Other than the relatively small fine, LTFRB also goes on to say that there is no deadline for Uber and Grab to remove from service those drivers without permits. Huh? Shouldn’t they be removed immediately? They lack permits and should not be operating, no matter what. I mean, what kind of signal is LTFRB sending all other public utility drivers? That it is ok to violate the law?
Moreover, is this not unfair to those who went through the process and expense of getting permits? Or, is this just LTFRB’s way of apologizing to Grab and Uber, and the public, for its failure to process all the driver applications in an efficient and timely manner?
Drivers justify operating illegally by claiming their permits are pending because their “applications were either not processed judiciously by the previous administration or did not make it to the cut-off as a result of the suspension.” In short, their response to bureaucratic lapse is to violate the law? Should this be acceptable? How different is this from extrajudicial killings?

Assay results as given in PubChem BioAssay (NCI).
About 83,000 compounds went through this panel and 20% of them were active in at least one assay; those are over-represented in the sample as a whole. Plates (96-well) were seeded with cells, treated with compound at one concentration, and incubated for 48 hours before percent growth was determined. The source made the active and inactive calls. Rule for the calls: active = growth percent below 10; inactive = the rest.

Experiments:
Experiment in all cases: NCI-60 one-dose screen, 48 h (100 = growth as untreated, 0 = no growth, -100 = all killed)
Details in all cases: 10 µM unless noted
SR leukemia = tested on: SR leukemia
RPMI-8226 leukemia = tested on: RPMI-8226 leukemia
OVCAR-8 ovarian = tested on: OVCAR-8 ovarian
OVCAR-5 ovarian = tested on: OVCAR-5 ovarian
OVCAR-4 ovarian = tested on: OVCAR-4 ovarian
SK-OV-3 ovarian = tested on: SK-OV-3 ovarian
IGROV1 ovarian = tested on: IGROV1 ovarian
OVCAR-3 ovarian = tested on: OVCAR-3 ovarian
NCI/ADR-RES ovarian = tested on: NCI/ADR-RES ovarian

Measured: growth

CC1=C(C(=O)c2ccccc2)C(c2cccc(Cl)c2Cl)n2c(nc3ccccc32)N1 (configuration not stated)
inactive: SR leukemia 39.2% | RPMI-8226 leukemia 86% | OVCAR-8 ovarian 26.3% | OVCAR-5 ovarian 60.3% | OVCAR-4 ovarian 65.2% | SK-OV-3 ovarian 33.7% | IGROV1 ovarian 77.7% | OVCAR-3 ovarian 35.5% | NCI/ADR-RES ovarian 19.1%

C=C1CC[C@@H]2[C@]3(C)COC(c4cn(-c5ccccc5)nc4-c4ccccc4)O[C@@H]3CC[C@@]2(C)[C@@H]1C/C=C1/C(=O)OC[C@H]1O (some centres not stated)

And now the drivers ask for amnesty, like nothing happened, so they can “get the opportunity to start anew and set things straight.” But wait, while they operated illegally, didn’t they profit? Didn’t they make money? Simply put, profit was their incentive or motivation to violate the law, and not public service? Same with Grab and Uber? And now they ask for another chance?
With Grab and Uber now reportedly up for re-accreditation, perhaps LTFRB should review and rethink its processes to avoid a repeat of the present scenario. Like I said, I support Grab and Uber and their drivers, and I support their continued operations. But, there has got to be a better way of making sure that Grab and Uber and their drivers all operate legally and fairly — and all pay their taxes.
Marvin A. Tort is a former managing editor of BusinessWorld, and a former chairman of the Philippines Press Council.